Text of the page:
Role of heat shock proteins during polyglutamine neurodegeneration: mechanisms and hypothesis
Journal of Molecular Neuroscience, 23, (1-2), .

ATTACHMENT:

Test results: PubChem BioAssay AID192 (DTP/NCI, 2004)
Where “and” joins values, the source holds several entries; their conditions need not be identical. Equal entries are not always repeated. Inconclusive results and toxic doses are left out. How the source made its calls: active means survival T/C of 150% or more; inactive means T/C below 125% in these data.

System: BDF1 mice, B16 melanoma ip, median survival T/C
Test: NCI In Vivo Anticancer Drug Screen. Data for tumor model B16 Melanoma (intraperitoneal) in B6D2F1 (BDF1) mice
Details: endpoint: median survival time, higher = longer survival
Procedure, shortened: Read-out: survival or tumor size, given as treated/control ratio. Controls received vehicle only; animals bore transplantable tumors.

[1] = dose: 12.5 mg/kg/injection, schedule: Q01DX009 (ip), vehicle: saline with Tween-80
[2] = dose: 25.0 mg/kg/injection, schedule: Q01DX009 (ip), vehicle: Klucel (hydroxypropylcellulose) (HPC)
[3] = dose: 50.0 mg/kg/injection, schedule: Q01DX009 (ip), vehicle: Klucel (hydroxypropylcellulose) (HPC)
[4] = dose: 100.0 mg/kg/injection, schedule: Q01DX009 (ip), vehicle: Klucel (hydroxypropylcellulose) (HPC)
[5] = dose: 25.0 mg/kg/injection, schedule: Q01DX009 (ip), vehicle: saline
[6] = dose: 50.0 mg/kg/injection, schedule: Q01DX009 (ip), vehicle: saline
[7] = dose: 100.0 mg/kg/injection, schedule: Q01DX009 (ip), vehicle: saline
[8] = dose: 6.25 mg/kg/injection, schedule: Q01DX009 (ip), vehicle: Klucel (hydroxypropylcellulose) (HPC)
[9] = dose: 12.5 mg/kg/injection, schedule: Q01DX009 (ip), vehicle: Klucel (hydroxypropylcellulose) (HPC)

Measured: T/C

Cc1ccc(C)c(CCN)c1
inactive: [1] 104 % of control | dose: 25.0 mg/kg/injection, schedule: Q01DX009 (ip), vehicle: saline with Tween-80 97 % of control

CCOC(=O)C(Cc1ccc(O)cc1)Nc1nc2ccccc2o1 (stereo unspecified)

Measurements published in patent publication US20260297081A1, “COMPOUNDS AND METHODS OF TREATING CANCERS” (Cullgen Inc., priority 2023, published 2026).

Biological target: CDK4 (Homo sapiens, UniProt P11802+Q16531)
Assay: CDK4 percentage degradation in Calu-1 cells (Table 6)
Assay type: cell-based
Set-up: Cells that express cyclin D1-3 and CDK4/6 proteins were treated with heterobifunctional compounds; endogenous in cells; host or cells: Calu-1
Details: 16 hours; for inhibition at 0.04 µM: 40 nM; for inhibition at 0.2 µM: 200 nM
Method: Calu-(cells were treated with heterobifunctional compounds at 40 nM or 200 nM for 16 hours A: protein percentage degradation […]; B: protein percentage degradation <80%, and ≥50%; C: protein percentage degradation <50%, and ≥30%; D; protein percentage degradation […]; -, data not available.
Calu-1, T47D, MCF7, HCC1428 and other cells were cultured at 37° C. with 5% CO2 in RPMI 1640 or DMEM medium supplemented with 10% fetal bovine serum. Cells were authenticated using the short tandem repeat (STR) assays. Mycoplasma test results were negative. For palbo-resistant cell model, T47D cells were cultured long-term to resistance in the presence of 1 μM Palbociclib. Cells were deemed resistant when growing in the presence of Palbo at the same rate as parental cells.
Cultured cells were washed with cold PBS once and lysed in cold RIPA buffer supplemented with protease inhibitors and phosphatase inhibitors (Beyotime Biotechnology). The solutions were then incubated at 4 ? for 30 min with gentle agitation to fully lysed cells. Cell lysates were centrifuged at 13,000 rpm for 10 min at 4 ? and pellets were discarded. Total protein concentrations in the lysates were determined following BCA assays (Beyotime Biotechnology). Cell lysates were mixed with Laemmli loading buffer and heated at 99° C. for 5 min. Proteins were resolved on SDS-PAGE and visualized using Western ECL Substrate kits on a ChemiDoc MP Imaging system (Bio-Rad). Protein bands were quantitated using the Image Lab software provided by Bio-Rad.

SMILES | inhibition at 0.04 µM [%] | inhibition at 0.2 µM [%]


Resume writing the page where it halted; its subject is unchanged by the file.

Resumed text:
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A common feature of many neurodegenerative diseases, including Alzheimer's and Parkinsons's disease, the prion disorders, and the CAG repeat polyglutamine (polyQ) diseases, is the occurrence of protein aggregates within or outside of nerve cells. Molecular chaperones such as heat shock proteins (HSPs) have been proposed to play a critical role in preventing the accumulation of misfolded proteins that lead to the deposition of aggregates during pathology. This article focuses on the role of HSPs during polyQ pathologies, which include Huntington's disease, spinal and bulbar muscular atrophy, dentatorubral and pallidoluysian atrophy, and several forms of spinocerebellar ataxia. Recently, unifying mechanisms that are involved during polyQ disease have emerged, such as abnormal transcription, impaired degradation systems, and interference of a polyQ expansion with neuronal survival and death-signaling pathways like the activation of caspases and kinases. This article reviews recent studies that point to the involvement of these mechanisms during polyQ pathology and discusses how HSPs can interfere with such processes by paying special attention to HSPs as modulators of survival and death-signaling pathways.
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